May I sharpen my pencil, please?
Everything that we do at school seems to be immersed in technology. I understand the definition of immersion and I feel I am using it correctly. Here’s the thing I think about… When students are working on a written assignment and they break a pencil lead, they simply sharpen the pencil. If students are working on an assignment online, and the computer crashes, it is a crisis. If students can’t log on to their computers or to a specific program, they become frustrated. As with anything we have to model to students ways to balance all things that come with learning technology.
I love all the new technology my school district has invested in. How wonderful to give students and teachers the opportunity to use the best of what's available now. Technology management seems to be taking a lot of my time and that's okay. Transitioning to a technology rich environment definitely involves a paradigm shift in education. As someone who has taught for 20 years, I sometimes feel unprepared to make this shift. Even though I have gone to a technology conference, viewed webinars and have tried to learn everything I can about the technology I must use while teaching, I still feel unsure and maybe even a little afraid of all that's out there. Maybe you do too.
Part of the conference that I attended this summer focused on the role teachers will play in the lives of students who are, as coined by the keynote speaker Marc Prensky, digital natives. He says that teachers have to be able to let students be the experts and that we don’t have to understand or even know how to use all the technology that they will be using. This is the paradigm shift I wrote of in the previous paragraph. I’m the teacher, I’m supposed to be the expert in the classroom. Oh, I understand that it’s okay to say to students, “I don’t know.” And, I have said that to students. But, if I’m the expert on content, I probably should not say that very often. How often will I find myself saying that related to technology? I wish I knew the answer to that question.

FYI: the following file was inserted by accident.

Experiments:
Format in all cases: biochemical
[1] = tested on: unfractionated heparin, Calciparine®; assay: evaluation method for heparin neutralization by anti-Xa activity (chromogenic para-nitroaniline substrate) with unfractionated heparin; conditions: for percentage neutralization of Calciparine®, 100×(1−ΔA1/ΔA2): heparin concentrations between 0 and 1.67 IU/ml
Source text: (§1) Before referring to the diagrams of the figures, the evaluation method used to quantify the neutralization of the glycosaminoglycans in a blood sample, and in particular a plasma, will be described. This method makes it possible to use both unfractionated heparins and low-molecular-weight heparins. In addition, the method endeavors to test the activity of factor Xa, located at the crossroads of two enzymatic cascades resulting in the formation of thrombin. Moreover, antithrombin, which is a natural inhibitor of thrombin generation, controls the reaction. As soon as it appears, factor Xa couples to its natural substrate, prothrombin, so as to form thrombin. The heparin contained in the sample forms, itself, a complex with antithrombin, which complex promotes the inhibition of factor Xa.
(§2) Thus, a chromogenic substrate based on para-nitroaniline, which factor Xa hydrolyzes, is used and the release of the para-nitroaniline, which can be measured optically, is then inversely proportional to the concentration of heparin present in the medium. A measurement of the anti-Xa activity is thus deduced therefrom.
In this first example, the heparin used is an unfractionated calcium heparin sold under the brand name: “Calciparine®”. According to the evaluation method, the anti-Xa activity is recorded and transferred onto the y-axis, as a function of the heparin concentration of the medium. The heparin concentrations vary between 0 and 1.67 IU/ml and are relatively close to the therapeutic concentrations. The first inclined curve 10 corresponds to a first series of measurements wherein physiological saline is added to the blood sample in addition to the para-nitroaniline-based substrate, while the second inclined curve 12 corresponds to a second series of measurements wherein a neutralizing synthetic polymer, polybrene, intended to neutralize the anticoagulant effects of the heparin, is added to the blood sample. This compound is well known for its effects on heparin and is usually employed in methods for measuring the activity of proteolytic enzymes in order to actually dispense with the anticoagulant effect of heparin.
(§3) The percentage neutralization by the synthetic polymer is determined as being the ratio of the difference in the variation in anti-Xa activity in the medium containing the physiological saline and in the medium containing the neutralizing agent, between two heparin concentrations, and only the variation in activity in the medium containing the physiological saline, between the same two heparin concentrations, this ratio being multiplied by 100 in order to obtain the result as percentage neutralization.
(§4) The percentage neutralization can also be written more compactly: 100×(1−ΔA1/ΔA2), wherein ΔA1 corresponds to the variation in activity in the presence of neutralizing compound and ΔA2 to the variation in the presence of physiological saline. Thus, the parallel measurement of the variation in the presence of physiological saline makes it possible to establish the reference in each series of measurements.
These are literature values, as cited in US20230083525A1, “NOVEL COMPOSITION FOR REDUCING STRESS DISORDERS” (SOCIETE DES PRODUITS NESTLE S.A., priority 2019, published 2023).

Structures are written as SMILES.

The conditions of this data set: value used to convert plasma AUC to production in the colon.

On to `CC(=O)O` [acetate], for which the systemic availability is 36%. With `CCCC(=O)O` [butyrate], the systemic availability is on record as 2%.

I titled this blog post, “May I sharpen my pencil please.” Do I want to go back to a time when there was no technology to aide in teaching? I really don’t. Honestly, I’m not sure my arthritic fingers could write all that I want to share. It’s so much easier to type my message. It seems I must put aside my longing for the days when I could simply say, “Yes, you may go sharpen your pencil.”
The link below is an interview of Marc Prensky. Enjoy!
Marc Prensky and the role of teachers